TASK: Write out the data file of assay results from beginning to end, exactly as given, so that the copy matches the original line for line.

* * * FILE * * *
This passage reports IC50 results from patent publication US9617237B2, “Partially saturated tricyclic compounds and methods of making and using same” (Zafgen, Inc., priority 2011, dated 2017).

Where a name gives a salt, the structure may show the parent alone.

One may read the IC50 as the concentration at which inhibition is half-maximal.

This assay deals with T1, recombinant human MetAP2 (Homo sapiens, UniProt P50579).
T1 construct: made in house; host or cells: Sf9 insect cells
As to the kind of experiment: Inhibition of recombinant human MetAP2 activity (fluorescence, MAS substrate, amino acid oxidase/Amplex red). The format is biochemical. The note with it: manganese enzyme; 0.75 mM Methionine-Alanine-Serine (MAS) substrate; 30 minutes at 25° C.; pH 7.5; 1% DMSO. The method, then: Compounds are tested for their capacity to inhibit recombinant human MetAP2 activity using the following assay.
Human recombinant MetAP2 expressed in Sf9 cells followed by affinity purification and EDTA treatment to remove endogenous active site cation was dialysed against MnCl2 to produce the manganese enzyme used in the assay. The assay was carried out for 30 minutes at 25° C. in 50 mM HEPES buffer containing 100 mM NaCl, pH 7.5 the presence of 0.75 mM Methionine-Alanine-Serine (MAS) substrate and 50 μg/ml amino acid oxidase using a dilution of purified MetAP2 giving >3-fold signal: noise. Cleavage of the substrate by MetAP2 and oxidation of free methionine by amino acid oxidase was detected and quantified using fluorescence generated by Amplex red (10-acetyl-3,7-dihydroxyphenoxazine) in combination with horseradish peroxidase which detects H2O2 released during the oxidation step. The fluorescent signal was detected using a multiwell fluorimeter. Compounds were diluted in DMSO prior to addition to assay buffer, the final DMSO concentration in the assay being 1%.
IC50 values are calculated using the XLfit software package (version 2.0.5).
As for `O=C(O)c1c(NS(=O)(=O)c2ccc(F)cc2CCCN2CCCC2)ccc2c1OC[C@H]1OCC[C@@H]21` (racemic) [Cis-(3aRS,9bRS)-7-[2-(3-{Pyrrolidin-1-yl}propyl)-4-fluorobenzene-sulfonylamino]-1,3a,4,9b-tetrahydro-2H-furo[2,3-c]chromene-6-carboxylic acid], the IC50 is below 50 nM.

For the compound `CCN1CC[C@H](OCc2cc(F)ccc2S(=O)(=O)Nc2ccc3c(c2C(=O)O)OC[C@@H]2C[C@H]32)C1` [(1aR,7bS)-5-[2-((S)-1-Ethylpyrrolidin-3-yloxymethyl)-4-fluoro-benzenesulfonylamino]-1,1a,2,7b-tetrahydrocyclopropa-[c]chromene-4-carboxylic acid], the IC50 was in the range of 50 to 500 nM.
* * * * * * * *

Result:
This passage reports IC50 results from patent publication US9617237B2, “Partially saturated tricyclic compounds and methods of making and using same” (Zafgen, Inc., priority 2011, dated 2017).

Where a name gives a salt, the structure may show the parent alone.

One may read the IC50 as the concentration at which inhibition is half-maximal.

This assay deals with T1, recombinant human MetAP2 (Homo sapiens, UniProt P50579).
T1 construct: made in house; host or cells: Sf9 insect cells
As to the kind of experiment: Inhibition of recombinant human MetAP2 activity (fluorescence, MAS substrate, amino acid oxidase/Amplex red). The format is biochemical. The note with it: manganese enzyme; 0.75 mM Methionine-Alanine-Serine (MAS) substrate; 30 minutes at 25° C.; pH 7.5; 1% DMSO. The method, then: Compounds are tested for their capacity to inhibit recombinant human MetAP2 activity using the following assay.
Human recombinant MetAP2 expressed in Sf9 cells followed by affinity purification and EDTA treatment to remove endogenous active site cation was dialysed against MnCl2 to produce the manganese enzyme used in the assay. The assay was carried out for 30 minutes at 25° C. in 50 mM HEPES buffer containing 100 mM NaCl, pH 7.5 the presence of 0.75 mM Methionine-Alanine-Serine (MAS) substrate and 50 μg/ml amino acid oxidase using a dilution of purified MetAP2 giving >3-fold signal: noise. Cleavage of the substrate by MetAP2 and oxidation of free methionine by amino acid oxidase was detected and quantified using fluorescence generated by Amplex red (10-acetyl-3,7-dihydroxyphenoxazine) in combination with horseradish peroxidase which detects H2O2 released during the oxidation step. The fluorescent signal was detected using a multiwell fluorimeter. Compounds were diluted in DMSO prior to addition to assay buffer, the final DMSO concentration in the assay being 1%.
IC50 values are calculated using the XLfit software package (version 2.0.5).
As for `O=C(O)c1c(NS(=O)(=O)c2ccc(F)cc2CCCN2CCCC2)ccc2c1OC[C@H]1OCC[C@@H]21` (racemic) [Cis-(3aRS,9bRS)-7-[2-(3-{Pyrrolidin-1-yl}propyl)-4-fluorobenzene-sulfonylamino]-1,3a,4,9b-tetrahydro-2H-furo[2,3-c]chromene-6-carboxylic acid], the IC50 is below 50 nM.

For the compound `CCN1CC[C@H](OCc2cc(F)ccc2S(=O)(=O)Nc2ccc3c(c2C(=O)O)OC[C@@H]2C[C@H]32)C1` [(1aR,7bS)-5-[2-((S)-1-Ethylpyrrolidin-3-yloxymethyl)-4-fluoro-benzenesulfonylamino]-1,1a,2,7b-tetrahydrocyclopropa-[c]chromene-4-carboxylic acid], the IC50 was in the range of 50 to 500 nM.